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The 14th floor of Princess Margaret Hospital in Toronto is an art gallery of sorts.
Its plantless courtyard displays a group of sculptures depicting men, women and children. Recalling the échorchés of bygone illustrated medical atlases, these dancing metal figures leap and squat, their skin stripped from their bodies to reveal bones and musculature. Pieces of steel, crusted by time and the elements, form sharp skeletons rounded out at the ribs, buttocks and biceps.
"What do you say they are again?" my mother asks, her IV pole in tow. "Aychorshays?"
I drone on about my graduate seminar on the politics of medical representations and the animation of corpses in anatomy books until another patient walks by.
"Enjoying your walk?" my mom asks.
"It's my Central Park," he replies.
We are in the hematology ward, 14A.
As I walk the halls, I'm filled with pride for Canada's generous and cutting-edge universal health care system, and sadness at why I am getting to know it first hand.
At 69, my mom is one of the oldest patients here. Eight months ago, she could walk two kilometres for grocery shopping, and swim with my three-year-old in Florida. She already had terminal leukemia but we didn't know it.
Like my mother, most patients are here for a chemotherapy regimen: seven days receiving chemicals by intravenous followed by four to eight weeks to recover and hope for remission and a possible stem-cell transplant.
Confined to the hospital because of their suppressed immune systems and reliance on blood transfusions, these patients walk the halls of this small space – once around the nurses' station, past the very sick young woman and the witty pretty one, past the visiting room and the family that brings in the delicious breaded chicken, then back to the elevators and the échorchés.
Pictures line the walls along their walk. Some are beautiful. I like the bright yellow painting of a girl made by a patient, and the framed child's drawing. There is a charming watercolour, and even the posters telling us to "remember to wash your hands" and "report any coughing or diarrhea" are not all that bad in design.
Suddenly, my mother stops in front of a framed colour print. "I hate this one," she says.
The picture is of a boy fishing from a rock, and there's a ghostly image of his grandfather in the background, hunched over and faintly rendered. "I can't believe they have this here," my mom says. "Wait, this one is worse."
The next print shows two empty Muskoka chairs on a cottage dock in the fall, and is titled The Last Visit. It is hokey and seemingly harmless. But my mom gets teary, and then I do too. We know there won't be another cottage season for us as a whole family.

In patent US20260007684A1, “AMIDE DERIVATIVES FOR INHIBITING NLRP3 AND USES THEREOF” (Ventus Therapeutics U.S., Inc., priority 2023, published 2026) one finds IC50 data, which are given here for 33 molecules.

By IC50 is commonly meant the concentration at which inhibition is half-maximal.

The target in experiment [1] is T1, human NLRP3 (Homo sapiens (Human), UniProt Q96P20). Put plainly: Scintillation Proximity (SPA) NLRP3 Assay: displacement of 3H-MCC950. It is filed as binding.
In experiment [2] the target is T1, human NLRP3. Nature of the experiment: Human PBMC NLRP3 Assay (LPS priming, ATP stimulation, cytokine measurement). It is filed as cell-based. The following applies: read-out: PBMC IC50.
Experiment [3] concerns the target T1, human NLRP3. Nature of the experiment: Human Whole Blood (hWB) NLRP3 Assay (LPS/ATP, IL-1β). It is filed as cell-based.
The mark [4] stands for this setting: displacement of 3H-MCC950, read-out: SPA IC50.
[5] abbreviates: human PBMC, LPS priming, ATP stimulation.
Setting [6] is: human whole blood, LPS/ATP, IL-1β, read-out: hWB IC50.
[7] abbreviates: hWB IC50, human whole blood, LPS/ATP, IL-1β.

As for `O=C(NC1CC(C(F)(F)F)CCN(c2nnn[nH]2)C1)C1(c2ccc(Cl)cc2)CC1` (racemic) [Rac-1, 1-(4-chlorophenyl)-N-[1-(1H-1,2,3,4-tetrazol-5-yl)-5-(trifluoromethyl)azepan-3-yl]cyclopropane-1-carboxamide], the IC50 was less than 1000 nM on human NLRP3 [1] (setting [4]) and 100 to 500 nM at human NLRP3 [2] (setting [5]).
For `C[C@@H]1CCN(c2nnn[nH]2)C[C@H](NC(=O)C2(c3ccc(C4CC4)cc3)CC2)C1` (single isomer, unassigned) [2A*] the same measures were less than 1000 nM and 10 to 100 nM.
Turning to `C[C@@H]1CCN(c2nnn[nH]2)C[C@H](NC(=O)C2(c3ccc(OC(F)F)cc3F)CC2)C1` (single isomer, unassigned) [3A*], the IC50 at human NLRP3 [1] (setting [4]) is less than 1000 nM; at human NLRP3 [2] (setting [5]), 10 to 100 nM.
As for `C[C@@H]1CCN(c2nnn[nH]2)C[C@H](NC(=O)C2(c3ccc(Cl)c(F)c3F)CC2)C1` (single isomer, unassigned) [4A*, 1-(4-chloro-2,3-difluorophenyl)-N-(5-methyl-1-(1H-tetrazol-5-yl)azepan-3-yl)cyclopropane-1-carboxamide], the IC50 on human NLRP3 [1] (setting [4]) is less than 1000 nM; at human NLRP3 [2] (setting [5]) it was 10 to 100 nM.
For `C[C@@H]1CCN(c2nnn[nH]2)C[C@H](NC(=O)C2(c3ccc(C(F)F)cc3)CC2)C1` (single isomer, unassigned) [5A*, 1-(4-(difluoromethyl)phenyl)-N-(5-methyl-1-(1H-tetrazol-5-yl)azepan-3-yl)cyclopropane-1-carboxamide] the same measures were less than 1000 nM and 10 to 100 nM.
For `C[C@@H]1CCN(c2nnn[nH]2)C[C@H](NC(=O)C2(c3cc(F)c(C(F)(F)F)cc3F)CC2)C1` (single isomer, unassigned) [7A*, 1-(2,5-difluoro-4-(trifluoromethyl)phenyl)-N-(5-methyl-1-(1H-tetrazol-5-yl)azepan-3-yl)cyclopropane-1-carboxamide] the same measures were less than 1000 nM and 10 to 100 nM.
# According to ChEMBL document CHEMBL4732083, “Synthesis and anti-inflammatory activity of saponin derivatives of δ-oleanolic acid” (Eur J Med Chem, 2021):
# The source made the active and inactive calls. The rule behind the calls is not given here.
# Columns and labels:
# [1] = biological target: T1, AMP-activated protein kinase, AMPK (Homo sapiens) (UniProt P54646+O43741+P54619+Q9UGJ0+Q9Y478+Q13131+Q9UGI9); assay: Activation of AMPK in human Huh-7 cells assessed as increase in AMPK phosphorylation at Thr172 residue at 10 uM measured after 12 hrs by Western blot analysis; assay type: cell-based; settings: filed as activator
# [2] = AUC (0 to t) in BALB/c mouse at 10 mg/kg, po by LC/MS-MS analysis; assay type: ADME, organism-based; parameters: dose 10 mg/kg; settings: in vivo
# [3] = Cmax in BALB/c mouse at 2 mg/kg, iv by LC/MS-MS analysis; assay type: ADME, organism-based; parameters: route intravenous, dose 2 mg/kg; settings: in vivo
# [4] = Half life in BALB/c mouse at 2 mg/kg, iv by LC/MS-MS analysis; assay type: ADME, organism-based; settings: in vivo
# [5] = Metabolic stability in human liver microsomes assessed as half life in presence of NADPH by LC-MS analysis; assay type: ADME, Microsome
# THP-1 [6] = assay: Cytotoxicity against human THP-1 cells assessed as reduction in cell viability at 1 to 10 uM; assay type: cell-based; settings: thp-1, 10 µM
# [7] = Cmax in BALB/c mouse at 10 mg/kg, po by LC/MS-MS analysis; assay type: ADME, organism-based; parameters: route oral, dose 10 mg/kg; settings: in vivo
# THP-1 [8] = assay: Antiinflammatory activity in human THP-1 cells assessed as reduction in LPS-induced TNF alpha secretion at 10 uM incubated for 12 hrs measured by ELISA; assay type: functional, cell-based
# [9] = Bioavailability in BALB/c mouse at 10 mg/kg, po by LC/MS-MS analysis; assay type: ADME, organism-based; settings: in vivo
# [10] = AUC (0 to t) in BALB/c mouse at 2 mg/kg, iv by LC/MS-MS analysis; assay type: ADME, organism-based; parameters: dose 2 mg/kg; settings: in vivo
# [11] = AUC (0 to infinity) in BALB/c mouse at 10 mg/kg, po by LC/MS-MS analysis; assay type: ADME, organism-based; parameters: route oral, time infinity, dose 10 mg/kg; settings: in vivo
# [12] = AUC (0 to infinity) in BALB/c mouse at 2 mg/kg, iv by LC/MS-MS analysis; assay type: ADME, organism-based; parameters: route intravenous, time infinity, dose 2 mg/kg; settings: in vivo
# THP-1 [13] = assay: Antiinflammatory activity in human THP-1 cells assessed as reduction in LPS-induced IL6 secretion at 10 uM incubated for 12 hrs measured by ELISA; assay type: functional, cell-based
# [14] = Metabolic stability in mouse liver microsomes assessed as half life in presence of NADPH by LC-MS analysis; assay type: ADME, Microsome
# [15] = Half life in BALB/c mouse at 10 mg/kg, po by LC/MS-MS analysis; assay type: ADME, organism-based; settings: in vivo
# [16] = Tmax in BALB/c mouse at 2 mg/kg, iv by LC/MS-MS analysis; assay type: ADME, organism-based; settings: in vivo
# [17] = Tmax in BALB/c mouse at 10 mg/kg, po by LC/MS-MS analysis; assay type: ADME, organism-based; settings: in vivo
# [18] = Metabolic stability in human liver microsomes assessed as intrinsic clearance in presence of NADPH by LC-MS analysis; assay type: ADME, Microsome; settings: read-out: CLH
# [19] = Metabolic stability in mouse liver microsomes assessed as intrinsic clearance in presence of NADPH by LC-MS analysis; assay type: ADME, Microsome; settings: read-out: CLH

My father arrives and wonders what is going on. It is strange to be crying here, in front of these awful artworks. So we start to laugh. "I'm going to avoid this stretch," says my mother as we continue walking the loop.
Later that afternoon, we talk about the pictures and our reactions to them. All have been donated in memory of a friend, a parent, a sibling or a spouse. We don't mock the tastes of others or the intention of the givers. Nor do we blame anyone – everything about these artworks and their display is grounded in love and generosity.
The problem is that many of these pictures were chosen while mourning. They are memorials, and carry the weight of tombs.
I fantasize about taking them down and putting them in a small room, one framed picture above the other from floor to ceiling, along with their tiny brass plaques – like a memorial wall in a cemetery. These pictures need to be placed somewhere to remember the dead, not here, where the living are pulling their clanking IVs along the linoleum, performing feats that make marathoners look weak.
I wonder if my visceral reaction is due to my occupation – I am an art history professor.
When I ask nurses and doctors their thoughts about them, most say they have never looked or noticed. They are busy. I don't blame them for not looking at art when their objects of study demand close visual examinations with life-or-death consequences.
Nonetheless, whenever my mom introduces me as her daughter the art historian, the talk turns to the pictures. The patients know them well. The wonderfully witty woman down the hall has even covered up one in her room on account of its fading sunset, its memorial plaque and what they imply.
When I leave the hospital after my visit, I pass the portraits of the men (and some women) who greeted me when I first arrived on the ground floor. Suited and stiff, or elegantly dressed and posed, these doctors, researchers and donors are celebrated through paint and photography.
Art matters here in the foyer: It lets us know who is important and to whom we should be thankful. But art also matters on the 14th floor: It starts conversations, creates environments, makes us laugh and cry. Art donated in memory of a loved one should not reflect the grief of the living, but embody the joy, energy and authenticity of the deceased.
My mother died in March. I am still looking for the perfect picture to donate.
Mary Hunter lives in Montreal.